When the airport reopened, larger cargo aircraft started taking advantage of the lengthy runway’s new surface and boosted fuel sales accordingly.

One of RWI’s main cargo customers is Cummins Engine Company, which has a large operation in nearby Brattleboro that ships diesel turbine engines out of the airport several times a week. In addition, the company uses a corporate jet to shuttle personnel between RWI and its headquarters in Columbus, IN.

Cummins hires cargo operators with specially designed planes to deliver its heavy engines to customers. RWI personnel help load the engines onto the planes, often using a forklift with a built-in scale.

The airport’s long, reconstructed runway is expected to draw new cargo customers in the future. In fact, officials expect this side of the business to at least double in the new few years.

Expansion Plans

The next major project on Viventi’s agenda is to add more hangars for corporate jets. He and his staff are talking to potential tenants who indicate that they would base large planes at the airport if hangars were available. One prospective client operates a Gulfstream V, which has a range of more than 7,700 miles and would require a lot of fuel.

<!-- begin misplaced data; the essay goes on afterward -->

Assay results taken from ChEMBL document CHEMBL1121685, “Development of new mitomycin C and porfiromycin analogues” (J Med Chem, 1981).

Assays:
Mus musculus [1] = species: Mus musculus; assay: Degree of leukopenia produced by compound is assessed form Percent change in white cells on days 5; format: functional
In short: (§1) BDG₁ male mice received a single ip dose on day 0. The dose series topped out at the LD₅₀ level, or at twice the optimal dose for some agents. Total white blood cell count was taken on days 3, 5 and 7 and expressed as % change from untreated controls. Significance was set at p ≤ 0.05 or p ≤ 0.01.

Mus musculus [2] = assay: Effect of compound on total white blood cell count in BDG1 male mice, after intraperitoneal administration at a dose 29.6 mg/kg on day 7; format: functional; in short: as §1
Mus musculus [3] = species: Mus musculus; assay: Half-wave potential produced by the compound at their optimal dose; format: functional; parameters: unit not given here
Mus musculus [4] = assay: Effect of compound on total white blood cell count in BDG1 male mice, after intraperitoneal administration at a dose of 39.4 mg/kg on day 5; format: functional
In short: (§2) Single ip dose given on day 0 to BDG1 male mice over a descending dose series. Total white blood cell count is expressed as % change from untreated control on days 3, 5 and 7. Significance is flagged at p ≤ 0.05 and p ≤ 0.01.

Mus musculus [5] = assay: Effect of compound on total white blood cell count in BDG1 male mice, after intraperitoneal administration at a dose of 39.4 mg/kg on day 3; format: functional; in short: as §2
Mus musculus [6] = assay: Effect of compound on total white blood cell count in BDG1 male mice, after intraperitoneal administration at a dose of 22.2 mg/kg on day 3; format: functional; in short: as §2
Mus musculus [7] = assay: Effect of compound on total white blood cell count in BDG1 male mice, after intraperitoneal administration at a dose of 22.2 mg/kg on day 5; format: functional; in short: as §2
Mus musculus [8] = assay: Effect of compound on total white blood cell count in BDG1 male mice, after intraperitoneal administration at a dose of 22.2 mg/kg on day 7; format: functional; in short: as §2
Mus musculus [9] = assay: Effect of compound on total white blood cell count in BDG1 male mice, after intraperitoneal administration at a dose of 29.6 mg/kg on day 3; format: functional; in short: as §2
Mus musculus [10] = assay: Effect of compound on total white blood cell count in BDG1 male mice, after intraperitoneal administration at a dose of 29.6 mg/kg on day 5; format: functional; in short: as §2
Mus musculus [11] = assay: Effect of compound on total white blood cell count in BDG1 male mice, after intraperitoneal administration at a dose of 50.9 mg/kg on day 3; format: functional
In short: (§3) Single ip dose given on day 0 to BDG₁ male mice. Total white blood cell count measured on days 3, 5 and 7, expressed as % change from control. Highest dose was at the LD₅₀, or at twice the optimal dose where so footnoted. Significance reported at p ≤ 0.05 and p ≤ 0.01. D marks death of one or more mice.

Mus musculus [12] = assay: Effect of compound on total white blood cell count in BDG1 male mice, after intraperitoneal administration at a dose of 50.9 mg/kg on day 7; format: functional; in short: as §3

This spring, the airport staff is putting together funding requests for larger hangars, and Viventi hopes to get the green light within the next year.

Although his airport is relatively close to Raleigh-Durham International Airport (RDU), Viventi believes RWI has several selling points to attract more corporate aircraft. Its location between several major interstates allows executives to fly into RWI and rent cars for the 45-minute drive into Raleigh, NC. In addition, cargo operations are less congested and pilots can avoid the controlled airspace of RDU, adds Viventi.

Another big selling point for RWI is the cost of its fuel. For instance, in early April, Jet A and avgas both cost $3.60 a gallon at RWI, compared to $6.96 at RDU.

“Perhaps most importantly, we think our level of service is a real plus—we are small and personal,” Viventi adds. “We are selling that hard to prospective new customers.”

Other long-range plans include adding an extra parallel runway and an industrial park. “We have a good amount of space on the property, so that gives us a lot of flexibility for future projects,” he concludes.

 
Subcategory: 
General Aviation